The raw unpolished sound that characterised the Kinks' early recordings for Pye is more or less reinvented on this new album; and this without losing Ray's unique melodic touch. Actually this new album features most virtues of the best Kinks albums. Great songs, lots of energy, great vocals and a lot of variation - without losing consistency.

"Other People's Lives" was not a bad album at all, but it did not really work as well as an album as this new release. Several songs deserve to be brought forward, and a good handful of them are already among my Davies favourites.

There some very beautiful ballads; several with moving melancholy lyrics. The closing track "Real World" is a great song in the vein of "Don't Forget to Dance". "Imaginary Man" is another ballad - just as strong. "One More Time" is a great midtempo song, very much sounding like the Kinks of the late 70's.

More bluesy is "Working Man's Café" and "Morphine Song" has some female harmony vocals that make you think of "Preservation Act" - both fine tracks.
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14 of 15 people found the following review helpful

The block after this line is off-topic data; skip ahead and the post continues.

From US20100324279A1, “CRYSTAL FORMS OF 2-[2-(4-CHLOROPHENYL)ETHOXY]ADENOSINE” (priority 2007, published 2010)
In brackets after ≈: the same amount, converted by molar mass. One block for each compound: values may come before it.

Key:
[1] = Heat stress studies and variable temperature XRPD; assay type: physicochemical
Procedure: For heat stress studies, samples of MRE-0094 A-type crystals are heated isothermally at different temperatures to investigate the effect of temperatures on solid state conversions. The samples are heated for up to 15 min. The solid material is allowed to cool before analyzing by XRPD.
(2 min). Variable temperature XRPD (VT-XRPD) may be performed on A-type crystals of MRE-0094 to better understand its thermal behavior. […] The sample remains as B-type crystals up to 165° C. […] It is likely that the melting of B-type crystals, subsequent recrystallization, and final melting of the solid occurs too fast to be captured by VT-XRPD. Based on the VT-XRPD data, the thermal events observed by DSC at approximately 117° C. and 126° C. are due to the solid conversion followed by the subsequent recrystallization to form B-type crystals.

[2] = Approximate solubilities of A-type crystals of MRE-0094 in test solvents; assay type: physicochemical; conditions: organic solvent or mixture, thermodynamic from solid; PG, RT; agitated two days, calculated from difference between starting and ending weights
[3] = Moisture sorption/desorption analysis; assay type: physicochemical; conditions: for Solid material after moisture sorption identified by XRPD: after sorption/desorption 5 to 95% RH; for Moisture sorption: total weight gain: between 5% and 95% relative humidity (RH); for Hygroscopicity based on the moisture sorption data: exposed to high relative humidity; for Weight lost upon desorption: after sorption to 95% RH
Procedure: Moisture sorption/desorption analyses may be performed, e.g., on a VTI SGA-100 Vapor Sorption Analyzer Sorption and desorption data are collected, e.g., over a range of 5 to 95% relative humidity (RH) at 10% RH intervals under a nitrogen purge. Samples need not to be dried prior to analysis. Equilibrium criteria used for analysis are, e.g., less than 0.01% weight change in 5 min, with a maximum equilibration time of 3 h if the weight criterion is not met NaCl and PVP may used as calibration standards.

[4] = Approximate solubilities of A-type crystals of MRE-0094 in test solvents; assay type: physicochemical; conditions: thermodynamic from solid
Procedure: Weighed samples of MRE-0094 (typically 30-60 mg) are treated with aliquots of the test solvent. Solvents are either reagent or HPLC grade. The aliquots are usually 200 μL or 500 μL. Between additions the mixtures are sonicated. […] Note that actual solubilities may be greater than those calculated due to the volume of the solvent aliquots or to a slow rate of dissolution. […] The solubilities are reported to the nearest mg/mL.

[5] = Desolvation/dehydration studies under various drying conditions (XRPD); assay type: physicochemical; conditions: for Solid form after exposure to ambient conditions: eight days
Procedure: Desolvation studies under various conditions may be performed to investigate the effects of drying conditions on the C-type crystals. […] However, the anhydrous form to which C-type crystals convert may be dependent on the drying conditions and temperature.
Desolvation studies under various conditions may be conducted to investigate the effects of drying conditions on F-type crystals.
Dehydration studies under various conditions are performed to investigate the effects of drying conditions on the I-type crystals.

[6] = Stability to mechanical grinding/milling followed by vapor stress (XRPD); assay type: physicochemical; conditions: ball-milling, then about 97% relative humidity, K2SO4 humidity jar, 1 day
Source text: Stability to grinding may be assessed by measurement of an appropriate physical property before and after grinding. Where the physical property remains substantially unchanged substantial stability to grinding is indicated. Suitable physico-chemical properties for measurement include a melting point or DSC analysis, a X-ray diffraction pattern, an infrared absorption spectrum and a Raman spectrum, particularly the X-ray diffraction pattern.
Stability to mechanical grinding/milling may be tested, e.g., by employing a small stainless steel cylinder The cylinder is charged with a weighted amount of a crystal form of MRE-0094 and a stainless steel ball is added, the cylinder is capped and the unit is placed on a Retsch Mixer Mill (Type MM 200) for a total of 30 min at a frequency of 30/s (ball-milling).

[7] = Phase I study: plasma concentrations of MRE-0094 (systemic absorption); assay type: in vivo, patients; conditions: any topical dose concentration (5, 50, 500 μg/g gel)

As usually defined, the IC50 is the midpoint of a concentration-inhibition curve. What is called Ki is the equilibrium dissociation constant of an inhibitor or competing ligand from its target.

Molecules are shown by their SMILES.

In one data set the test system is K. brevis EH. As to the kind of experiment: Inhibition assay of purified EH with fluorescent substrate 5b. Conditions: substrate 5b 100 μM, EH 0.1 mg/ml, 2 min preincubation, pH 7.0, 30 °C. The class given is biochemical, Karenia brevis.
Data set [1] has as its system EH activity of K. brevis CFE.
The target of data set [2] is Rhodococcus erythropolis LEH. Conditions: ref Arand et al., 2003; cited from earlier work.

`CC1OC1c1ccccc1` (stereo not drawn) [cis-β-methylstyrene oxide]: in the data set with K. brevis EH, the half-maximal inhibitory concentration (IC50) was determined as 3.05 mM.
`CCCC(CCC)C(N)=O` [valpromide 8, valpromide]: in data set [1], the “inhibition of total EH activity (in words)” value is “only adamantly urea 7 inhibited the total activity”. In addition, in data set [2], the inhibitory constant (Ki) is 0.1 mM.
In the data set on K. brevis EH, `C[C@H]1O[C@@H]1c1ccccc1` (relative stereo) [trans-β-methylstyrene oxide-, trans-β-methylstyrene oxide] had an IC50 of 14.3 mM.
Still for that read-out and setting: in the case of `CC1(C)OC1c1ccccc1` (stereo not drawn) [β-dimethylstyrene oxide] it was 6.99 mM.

5.0 out of 5 stars An exceptional effort from a legendary talent May 18, 2006
Format:Audio CD
For an all too-long stretch in the last two decades, the Kinks fought an uphill battle to stay relevant. There's no questioning the impact Ray Davies and his bandmates have had on popular music, but it's difficult to avoid the nostalgia act label. To my ears, Ray and the Kinks put out some great music well after their heyday, most notably with several enduring classics: "Destroyer", "Do it Again", "Come Dancing", etc., etc. Later albums like Think Visual and UK Jive made it a challenge to find diamonds in the rough, but to Ray's credit, they plugged away.

I came into listening to this album as a devout fan, having seen Ray's Storyteller tour a couple times, and loving it. I always felt though, that the new songs were good, but paled in performance next to "Lola", "Waterloo Sunset", and even "Dead End Street." Tough acts to follow, those Kinks klassics. So with a little trepidation, I heard a few songs from "Other People's Lives" on an NPR interview with Ray, and was very pleasantly surprised.